For its clear and polished delivery and its motivating message about accomplishing one’s goals, I give The Most Unlikely Champion a rating of 4 out of 4 stars. I’d recommend it to fans of Christian memoirs. However, I would not recommend it to readers who may be looking for inspiration or advice about handling damaged personal relationships.

******
The Most Unlikely Champion
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Juju15
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Post by Juju15 » 14 Apr 2019, 09:18

I really enjoy reading memoirs and this one looks very interesting and full of emotions. I think it is also a good thing she spoke about her betrayal and how she managed to go through it, I think it can inspire people, whatever their background is. Very nice review(:

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Post by Stephanie Elizabeth » 14 Apr 2019, 10:55

Great review! The cover and title are what got me to take a look at this book. I figured it had something to do with a young person doing something amazing, but I never would have guessed that it was about a girl who becomes a champion shooter! What an interesting choice.

It sounds like you really enjoyed reading and reviewing this book!

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Post by Nyambura Githui » 14 Apr 2019, 13:40

I love stories about women who succeed in a male dominated area. I'll totally add it to my list. Good review.

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Post by kdstrack » 14 Apr 2019, 18:49

Overcome your fears, and no one can stop you. This sounds inspiring. Thanks for the recommendation.

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Post by kandscreeley » 14 Apr 2019, 19:05

Koo sounds quite fascinating. I'm really curious about the sport shooting. I'm not in the mood for a memoir at the moment, but I will keep it in mind. Thanks.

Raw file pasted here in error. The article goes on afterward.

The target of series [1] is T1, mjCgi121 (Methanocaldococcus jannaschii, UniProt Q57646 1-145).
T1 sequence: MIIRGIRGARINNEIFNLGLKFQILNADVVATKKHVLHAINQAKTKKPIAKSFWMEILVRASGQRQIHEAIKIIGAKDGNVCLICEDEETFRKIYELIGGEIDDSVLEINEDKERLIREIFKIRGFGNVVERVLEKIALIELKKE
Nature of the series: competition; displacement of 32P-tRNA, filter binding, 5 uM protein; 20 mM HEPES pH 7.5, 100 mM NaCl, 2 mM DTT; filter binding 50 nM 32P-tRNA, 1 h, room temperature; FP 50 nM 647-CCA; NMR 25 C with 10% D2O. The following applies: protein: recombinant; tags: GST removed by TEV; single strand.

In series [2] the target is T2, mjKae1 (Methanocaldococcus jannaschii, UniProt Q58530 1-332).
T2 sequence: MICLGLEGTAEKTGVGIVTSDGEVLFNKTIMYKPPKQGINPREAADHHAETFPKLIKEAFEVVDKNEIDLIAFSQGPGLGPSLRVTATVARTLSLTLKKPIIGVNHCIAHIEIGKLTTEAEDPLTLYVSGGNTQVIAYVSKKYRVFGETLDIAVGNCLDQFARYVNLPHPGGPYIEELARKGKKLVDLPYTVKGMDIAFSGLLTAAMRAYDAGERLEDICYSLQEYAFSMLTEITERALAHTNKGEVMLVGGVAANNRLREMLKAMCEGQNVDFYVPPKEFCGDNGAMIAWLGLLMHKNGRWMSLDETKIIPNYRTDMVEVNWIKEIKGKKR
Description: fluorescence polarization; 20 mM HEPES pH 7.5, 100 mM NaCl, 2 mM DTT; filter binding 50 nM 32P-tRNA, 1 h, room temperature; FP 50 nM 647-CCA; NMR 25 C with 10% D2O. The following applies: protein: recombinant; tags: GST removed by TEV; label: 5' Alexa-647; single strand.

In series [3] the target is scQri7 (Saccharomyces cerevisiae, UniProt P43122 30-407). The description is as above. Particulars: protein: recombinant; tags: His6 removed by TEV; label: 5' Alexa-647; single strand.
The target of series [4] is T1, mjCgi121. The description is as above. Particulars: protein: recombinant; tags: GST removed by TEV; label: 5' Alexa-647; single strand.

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Post by Andrew_Urciel » 14 Apr 2019, 22:07

Official Review: The most Unlikely Champion by Vera Koo is a very good book. It describes that no one can stop you from being a champion but yourself. Don’t be a follower be a leader. But when your on a team it’s not just you it’s a full team win. Don’t ever get down on yourself for everyone saying your not a champion, prove them wrong and do it. Work Hard, Grind Hard, and it will show for the result.

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Post by ElizaBeth Adams » 15 Apr 2019, 07:44

I am intrigued by this woman's story. This is one I would like to check out. I admire her courage and willingness to face her fears by paricipating in sport shooting, and also her commitment to healing after being betrayed. I am a firm believer that one can forgive a person whether or not the person is repentant. It doesn't mean that the one who has committed the offense shouldn't be held accountable, or that you have to trust them. Choosing to forgive, helps the victim release bitterness and move forward and heal. I do believe repentance and change in behavior should be demonstrated in order to re-build trust.

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Post by 8amaseter » 15 Apr 2019, 10:53

Good memoirs teach others lessons of life. In this book, one can learn from the author, virtues like believe in self's abilities and forgiveness. They contributed to her status in the male dominated sport.